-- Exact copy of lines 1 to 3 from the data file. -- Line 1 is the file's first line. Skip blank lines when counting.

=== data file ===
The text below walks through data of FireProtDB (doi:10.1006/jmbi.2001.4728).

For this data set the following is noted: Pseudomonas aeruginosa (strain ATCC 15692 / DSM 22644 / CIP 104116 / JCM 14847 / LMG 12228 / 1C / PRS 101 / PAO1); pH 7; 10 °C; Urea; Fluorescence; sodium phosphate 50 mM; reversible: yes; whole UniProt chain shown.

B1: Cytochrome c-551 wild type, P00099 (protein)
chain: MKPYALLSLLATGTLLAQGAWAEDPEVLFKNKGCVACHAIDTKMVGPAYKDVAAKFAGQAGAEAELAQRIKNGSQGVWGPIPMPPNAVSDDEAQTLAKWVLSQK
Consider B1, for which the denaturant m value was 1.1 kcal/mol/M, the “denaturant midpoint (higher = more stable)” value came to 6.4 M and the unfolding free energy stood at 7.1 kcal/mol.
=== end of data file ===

The text below walks through data of FireProtDB (doi:10.1006/jmbi.2001.4728).

For this data set the following is noted: Pseudomonas aeruginosa (strain ATCC 15692 / DSM 22644 / CIP 104116 / JCM 14847 / LMG 12228 / 1C / PRS 101 / PAO1); pH 7; 10 °C; Urea; Fluorescence; sodium phosphate 50 mM; reversible: yes; whole UniProt chain shown.

B1: Cytochrome c-551 wild type, P00099 (protein)